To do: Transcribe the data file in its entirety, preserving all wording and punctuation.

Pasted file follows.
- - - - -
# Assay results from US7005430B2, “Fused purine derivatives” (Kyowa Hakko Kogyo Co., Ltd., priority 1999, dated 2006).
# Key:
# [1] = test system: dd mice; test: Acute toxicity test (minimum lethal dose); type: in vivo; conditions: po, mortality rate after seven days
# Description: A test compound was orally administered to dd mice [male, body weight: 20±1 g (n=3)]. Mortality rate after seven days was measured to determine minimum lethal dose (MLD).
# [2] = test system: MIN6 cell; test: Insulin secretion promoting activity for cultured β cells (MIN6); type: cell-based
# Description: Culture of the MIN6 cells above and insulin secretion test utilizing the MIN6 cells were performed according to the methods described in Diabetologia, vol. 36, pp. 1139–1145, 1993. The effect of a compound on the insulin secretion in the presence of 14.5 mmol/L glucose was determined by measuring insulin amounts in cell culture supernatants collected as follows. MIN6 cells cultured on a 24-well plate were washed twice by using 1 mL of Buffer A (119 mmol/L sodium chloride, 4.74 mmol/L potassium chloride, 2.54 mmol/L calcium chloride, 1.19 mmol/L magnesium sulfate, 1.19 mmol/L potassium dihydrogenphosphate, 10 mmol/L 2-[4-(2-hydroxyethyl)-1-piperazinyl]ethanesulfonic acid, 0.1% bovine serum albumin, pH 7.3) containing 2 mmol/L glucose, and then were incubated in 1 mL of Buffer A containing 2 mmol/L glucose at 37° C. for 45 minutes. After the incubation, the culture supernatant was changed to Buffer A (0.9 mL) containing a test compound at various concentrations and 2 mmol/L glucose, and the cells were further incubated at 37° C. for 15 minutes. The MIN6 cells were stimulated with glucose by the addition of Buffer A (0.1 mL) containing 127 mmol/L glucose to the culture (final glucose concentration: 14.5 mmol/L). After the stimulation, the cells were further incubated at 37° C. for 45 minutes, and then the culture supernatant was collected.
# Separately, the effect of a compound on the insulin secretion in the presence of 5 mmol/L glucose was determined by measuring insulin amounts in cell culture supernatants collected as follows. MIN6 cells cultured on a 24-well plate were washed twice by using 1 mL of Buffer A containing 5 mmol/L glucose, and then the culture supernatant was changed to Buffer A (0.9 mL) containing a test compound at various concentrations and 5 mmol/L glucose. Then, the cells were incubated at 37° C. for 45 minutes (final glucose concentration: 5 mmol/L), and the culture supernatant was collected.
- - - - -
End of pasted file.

# Assay results from US7005430B2, “Fused purine derivatives” (Kyowa Hakko Kogyo Co., Ltd., priority 1999, dated 2006).
# Key:
# [1] = test system: dd mice; test: Acute toxicity test (minimum lethal dose); type: in vivo; conditions: po, mortality rate after seven days
# Description: A test compound was orally administered to dd mice [male, body weight: 20±1 g (n=3)]. Mortality rate after seven days was measured to determine minimum lethal dose (MLD).
# [2] = test system: MIN6 cell; test: Insulin secretion promoting activity for cultured β cells (MIN6); type: cell-based
# Description: Culture of the MIN6 cells above and insulin secretion test utilizing the MIN6 cells were performed according to the methods described in Diabetologia, vol. 36, pp. 1139–1145, 1993. The effect of a compound on the insulin secretion in the presence of 14.5 mmol/L glucose was determined by measuring insulin amounts in cell culture supernatants collected as follows. MIN6 cells cultured on a 24-well plate were washed twice by using 1 mL of Buffer A (119 mmol/L sodium chloride, 4.74 mmol/L potassium chloride, 2.54 mmol/L calcium chloride, 1.19 mmol/L magnesium sulfate, 1.19 mmol/L potassium dihydrogenphosphate, 10 mmol/L 2-[4-(2-hydroxyethyl)-1-piperazinyl]ethanesulfonic acid, 0.1% bovine serum albumin, pH 7.3) containing 2 mmol/L glucose, and then were incubated in 1 mL of Buffer A containing 2 mmol/L glucose at 37° C. for 45 minutes. After the incubation, the culture supernatant was changed to Buffer A (0.9 mL) containing a test compound at various concentrations and 2 mmol/L glucose, and the cells were further incubated at 37° C. for 15 minutes. The MIN6 cells were stimulated with glucose by the addition of Buffer A (0.1 mL) containing 127 mmol/L glucose to the culture (final glucose concentration: 14.5 mmol/L). After the stimulation, the cells were further incubated at 37° C. for 45 minutes, and then the culture supernatant was collected.
# Separately, the effect of a compound on the insulin secretion in the presence of 5 mmol/L glucose was determined by measuring insulin amounts in cell culture supernatants collected as follows. MIN6 cells cultured on a 24-well plate were washed twice by using 1 mL of Buffer A containing 5 mmol/L glucose, and then the culture supernatant was changed to Buffer A (0.9 mL) containing a test compound at various concentrations and 5 mmol/L glucose. Then, the cells were incubated at 37° C. for 45 minutes (final glucose concentration: 5 mmol/L), and the culture supernatant was collected.